Now that you have found an animal that moves to the archaeological site for need, look at their living situation. Are they similar to the places they grew up in? Are there cages? Do they have a place to go and hunt for their prey? Pay particular attention to the control signals.
Assuming that animals seem to live in a comfortable environment, pay attention to how they live. Are they able to continue with their lives or are there any changes in behavior?
Keep in mind that it is rare to become close and personal with large, dangerous animals. If the company offers such an experience, there is a good chance that the animals will be treated. If you are able to go in contact with animals (especially animals) be very careful.
Will animals be released at some point in the future? If the site is a legal environment, they should focus on pets living in an emergency and then convert it into their natural environment.
Every good spot should be completely transparent. They should be happy to answer any questions you may have. They must depend on other organizations and have strong evidence of their rules.
The Park for the Disabled
How to Get a Meeting With Animal Animals
The The World Wildlife Fund (WWF) is a good place to start your research. The WWF affiliation is huge. They support many animal projects and have strict requirements. In South Africa, WESSA is another great organization to keep an eye out for you.
Wherever you go, read the “About” section of the web pages carefully. They must show these relationships to major animal protection groups.
Some Wild Experiences I Love It
- Safari – If you are considering a road trip, be sure to check it out A guide to choosing the right trip to Africa for you. There are large national parks and private nature reserve where you can see animals living in their habitat. Far from the closed world of animal shelters, you can take in the natural beauty of animal houses by seeing them thrive in their environment.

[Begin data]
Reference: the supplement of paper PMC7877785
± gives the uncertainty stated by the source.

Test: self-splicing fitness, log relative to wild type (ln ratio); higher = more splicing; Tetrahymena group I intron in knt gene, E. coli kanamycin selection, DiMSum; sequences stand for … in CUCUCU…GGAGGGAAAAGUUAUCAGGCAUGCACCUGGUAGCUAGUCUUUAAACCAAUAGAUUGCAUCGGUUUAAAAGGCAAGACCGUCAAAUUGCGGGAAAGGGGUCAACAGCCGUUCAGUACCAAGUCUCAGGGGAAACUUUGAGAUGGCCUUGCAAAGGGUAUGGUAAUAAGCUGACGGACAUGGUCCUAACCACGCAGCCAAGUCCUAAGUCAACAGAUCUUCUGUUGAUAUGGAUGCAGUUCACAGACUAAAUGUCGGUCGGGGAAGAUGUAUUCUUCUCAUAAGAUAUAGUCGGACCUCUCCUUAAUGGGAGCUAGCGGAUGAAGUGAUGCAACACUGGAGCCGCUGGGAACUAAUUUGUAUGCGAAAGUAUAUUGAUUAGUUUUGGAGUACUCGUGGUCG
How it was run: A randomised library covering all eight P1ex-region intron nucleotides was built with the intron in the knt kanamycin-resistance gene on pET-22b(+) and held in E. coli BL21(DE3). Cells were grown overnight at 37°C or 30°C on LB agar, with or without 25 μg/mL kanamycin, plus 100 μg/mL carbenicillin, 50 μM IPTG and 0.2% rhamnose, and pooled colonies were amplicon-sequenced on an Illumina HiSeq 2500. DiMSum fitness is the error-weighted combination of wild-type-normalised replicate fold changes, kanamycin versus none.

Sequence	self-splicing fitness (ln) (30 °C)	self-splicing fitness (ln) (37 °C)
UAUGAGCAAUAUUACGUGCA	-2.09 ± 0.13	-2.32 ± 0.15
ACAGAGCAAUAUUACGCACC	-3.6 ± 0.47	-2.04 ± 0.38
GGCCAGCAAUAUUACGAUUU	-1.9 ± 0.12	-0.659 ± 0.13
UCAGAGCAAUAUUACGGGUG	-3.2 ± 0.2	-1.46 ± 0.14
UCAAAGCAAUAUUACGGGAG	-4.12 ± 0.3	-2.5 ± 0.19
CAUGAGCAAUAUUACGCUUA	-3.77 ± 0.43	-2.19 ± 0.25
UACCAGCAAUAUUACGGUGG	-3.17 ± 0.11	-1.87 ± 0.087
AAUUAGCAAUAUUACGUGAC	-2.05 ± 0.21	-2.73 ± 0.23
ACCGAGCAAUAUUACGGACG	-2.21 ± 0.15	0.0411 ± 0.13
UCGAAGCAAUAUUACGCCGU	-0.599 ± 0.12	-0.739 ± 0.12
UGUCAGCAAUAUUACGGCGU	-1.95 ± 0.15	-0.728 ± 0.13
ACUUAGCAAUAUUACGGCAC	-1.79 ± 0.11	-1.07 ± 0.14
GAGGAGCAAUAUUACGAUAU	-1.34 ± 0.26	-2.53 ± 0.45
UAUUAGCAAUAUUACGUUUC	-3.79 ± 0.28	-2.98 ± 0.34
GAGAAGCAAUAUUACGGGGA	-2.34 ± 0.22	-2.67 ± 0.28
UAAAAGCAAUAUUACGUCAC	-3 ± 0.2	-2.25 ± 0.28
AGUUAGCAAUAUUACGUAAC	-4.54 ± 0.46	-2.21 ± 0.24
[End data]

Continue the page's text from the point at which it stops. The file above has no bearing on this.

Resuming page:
- Giraffe Manor – One of the best experiences I have ever had was the Giraffe Manor in Kenya. It was just another experience in the world that the elves are sitting next to me at the breakfast table! Best of all, they were completely at home and could easily come and go as they wanted.
- Diving in Scuba – Scuba diving is another one of my biggest ambitions. I highly recommend you learn about the best practices in my latest guide to wind diving and, of course, always use sunscreen-safe to participate in keeping our seas healthy.
- Swimming with Wild Dollars or Whale Cocks – One thing to note is that you never want to touch animals.
- David Sheldrick Trust Wildlife Trust – There is a program for the rescue and maintenance of orphaned elephants in Nairobi, Kenya where you can feed the elephant in a bottle.
- Gorilla Trekking in Uganda or Rwanda
- Sanctuaries Bird
Always look at where your money is going and if there are protection fees!
Thank you for taking responsibility and watching a friendly animal meeting! I love working with other travelers to improve wildlife conditions and make sure we do our part to keep nature safe.
I would love to hear about your experiences in animal-friendly meetings – where you went, how, what kind of animal you saw. Share your story in the comments below!